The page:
We used an expert panel process to evaluate the aspects of care that should be tailored to the needs of women Veterans to deliver gender-sensitive comprehensive care. Of over 100 discrete aspects of care, panelists rated over half of them as very-to-extremely important to tailor. Essential aspects spanned the need to tailor women’s first contacts with the VA healthcare system and their subsequent care in different VA settings, as well as the choice of community providers and the arrangements made to coordinate care between VA and community providers. The panel ratings suggest that meeting women Veterans’ needs will require tailoring the orientation, education, and training of the VA workforce to meet clinical care needs (eg, gender incorporated into guideline implementation) and to transform the organization’s culture to be more gender sensitive. Identifying strategies for offering access to same-sex providers and staff in all VA care settings if preferred by female patients will also be important. The panel ultimately came to consensus on 14 priority recommendations that broadly encompass the importance of (1) the design/delivery of services sensitive to women’s gender-specific care needs in the context of potential trauma histories, (2) adapting to women’s preferences and information needs, and (3) gender awareness and cultural transformation in every facet of VA operations.
Tailoring first contact experiences to the needs of women Veterans has important ramifications for the VA system, as recent evidence suggests high rates of attrition among new women Veteran VA users.31 Consistently ensuring the privacy, safety, and security of all entire VA campuses is essential, with explicit attention to building entrances and public spaces. One panelist mentioned a VA hospital where rows of waiting room chairs lined the main entrance, making women feel like they were “walking a gauntlet.” VA has also instituted a national call center for Veteran outreach, including tailored protocols for enrolling eligible women in VA care. However, the extent of tailoring of telephone protocols at local VAMC call centers is unknown.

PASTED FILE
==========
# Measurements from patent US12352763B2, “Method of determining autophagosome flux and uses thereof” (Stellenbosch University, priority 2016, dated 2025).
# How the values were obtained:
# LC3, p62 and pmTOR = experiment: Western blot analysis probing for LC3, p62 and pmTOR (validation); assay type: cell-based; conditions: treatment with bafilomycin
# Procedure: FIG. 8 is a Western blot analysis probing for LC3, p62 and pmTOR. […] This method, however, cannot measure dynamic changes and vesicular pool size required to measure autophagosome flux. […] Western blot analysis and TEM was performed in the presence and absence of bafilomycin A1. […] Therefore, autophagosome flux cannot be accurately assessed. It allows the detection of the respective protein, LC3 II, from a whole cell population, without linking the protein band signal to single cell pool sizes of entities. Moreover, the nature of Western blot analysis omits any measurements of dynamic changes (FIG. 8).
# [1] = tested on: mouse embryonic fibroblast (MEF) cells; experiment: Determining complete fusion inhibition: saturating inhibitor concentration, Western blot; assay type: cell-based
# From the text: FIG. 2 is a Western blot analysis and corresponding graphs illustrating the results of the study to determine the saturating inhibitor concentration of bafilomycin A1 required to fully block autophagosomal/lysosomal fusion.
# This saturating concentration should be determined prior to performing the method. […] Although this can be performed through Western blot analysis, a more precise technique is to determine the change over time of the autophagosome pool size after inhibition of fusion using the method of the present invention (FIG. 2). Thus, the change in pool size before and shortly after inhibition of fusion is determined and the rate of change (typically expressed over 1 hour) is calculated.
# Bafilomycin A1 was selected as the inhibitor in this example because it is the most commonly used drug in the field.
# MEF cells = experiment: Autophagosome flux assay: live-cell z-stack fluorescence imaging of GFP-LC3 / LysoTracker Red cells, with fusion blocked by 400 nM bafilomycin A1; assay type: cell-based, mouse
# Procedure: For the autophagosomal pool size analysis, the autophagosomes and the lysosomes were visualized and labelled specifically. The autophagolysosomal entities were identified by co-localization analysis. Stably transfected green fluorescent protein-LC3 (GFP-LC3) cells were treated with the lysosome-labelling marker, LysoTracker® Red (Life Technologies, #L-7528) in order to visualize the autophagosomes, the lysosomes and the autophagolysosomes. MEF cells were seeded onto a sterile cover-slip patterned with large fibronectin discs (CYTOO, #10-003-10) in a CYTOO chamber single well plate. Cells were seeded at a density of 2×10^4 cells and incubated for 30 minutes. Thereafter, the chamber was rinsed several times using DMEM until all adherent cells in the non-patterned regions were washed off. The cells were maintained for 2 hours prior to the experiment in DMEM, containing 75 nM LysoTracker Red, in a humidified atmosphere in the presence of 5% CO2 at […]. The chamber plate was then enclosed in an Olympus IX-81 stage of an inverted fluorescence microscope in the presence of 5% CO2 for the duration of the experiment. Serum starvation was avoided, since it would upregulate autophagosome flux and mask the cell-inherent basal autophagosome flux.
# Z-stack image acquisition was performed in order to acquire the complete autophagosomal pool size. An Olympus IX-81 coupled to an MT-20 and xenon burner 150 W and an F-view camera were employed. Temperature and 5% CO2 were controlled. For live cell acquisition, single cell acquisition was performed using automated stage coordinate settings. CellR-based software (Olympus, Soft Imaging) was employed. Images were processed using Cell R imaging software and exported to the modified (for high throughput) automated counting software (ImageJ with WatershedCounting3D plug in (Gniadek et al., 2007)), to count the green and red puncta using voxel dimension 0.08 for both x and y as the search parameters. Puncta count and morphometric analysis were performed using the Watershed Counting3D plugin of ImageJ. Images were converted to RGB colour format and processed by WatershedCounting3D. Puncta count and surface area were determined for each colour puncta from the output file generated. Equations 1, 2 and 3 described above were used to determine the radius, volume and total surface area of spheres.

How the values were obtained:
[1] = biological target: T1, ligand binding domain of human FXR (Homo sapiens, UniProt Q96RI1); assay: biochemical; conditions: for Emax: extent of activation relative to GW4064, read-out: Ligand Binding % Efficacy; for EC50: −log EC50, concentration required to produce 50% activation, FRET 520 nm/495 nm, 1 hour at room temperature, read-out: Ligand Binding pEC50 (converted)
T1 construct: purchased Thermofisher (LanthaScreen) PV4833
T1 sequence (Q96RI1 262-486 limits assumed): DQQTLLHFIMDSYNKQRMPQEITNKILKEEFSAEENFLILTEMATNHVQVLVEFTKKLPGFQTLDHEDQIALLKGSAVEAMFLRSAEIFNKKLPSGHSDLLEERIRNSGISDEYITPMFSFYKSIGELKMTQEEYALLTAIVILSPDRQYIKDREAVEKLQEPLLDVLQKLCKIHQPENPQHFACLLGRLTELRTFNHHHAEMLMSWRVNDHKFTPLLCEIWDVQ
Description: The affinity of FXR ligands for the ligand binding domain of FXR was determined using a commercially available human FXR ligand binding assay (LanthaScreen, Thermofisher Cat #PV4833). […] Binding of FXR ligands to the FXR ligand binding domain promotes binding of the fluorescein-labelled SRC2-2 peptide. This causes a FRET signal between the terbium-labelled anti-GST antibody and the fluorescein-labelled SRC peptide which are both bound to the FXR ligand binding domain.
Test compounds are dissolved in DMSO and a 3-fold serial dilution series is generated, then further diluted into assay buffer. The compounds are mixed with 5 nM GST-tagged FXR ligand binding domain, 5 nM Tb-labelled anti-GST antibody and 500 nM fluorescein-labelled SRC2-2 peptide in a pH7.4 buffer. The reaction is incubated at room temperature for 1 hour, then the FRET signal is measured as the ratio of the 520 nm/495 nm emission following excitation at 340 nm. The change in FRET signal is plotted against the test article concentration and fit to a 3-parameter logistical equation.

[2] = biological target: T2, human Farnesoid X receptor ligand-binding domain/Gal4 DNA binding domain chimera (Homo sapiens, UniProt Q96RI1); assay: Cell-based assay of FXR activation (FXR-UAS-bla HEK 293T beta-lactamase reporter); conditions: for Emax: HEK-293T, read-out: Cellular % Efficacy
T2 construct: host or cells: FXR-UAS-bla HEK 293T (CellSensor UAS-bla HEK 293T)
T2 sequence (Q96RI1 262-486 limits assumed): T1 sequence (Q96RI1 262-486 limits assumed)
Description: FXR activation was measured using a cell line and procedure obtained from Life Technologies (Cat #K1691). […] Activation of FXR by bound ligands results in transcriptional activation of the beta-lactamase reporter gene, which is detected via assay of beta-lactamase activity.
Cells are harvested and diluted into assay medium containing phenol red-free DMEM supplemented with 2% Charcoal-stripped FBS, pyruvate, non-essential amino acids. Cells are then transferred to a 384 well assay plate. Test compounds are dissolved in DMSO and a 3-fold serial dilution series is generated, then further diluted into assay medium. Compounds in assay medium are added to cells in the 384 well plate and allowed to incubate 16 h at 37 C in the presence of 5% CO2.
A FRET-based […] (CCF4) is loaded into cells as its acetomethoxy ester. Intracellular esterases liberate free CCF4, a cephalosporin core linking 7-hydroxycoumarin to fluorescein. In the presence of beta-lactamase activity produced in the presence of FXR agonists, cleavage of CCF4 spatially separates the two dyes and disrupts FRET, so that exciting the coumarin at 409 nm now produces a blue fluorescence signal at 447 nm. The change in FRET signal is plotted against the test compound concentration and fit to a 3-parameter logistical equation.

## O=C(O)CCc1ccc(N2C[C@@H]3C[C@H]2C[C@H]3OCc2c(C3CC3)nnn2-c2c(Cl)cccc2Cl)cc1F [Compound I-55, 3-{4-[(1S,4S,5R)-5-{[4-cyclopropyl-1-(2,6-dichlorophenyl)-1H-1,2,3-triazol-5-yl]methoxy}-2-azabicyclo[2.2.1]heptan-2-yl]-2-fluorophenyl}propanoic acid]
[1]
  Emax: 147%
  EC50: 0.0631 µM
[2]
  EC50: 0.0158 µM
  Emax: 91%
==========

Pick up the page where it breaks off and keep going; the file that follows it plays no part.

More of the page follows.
Adapting primary care to the needs of women Veterans may be challenging on several levels.32 Although VA gender-specific preventive screening rates (eg, breast and cervical cancer screening) are higher than outside the VA33 and MST screening is nearly universal,34 tailoring smoking cessation and weight management programs based on women Veterans’ preferences has proved difficult.35 Consolidating care to a subset of designated providers has improved women’s experiences with VA primary care,36 yet limits opportunities for others to gain needed expertise. As women who have lower ratings of a VA’s gender-specific features of care are much more likely to leave VA, the VA can ill afford to move beyond the designated provider model until the volume of female patients hits some critical threshold.37 Establishing arrangements with community providers for care outside the VA must also be tailored, though recent legislation fostering such access does not take gender differences into account.38
We found that the panel ratings of importance of tailoring specialty care varied, perhaps as a result of gaps in knowledge of women Veterans’ chronic care needs.39 All aspects of reproductive health were rated highly, consistent with strategies for transforming VA reproductive health care delivery.40 Most aspects of mental health care also warrant tailoring, for example, to address gender differences postdeployment,41 while gender differences in detection and management of cardiovascular disease have resulted in lingering quality gaps in VA.42 More research is needed to examine aspects of sex-sensitive medical/surgical specialty and acute care.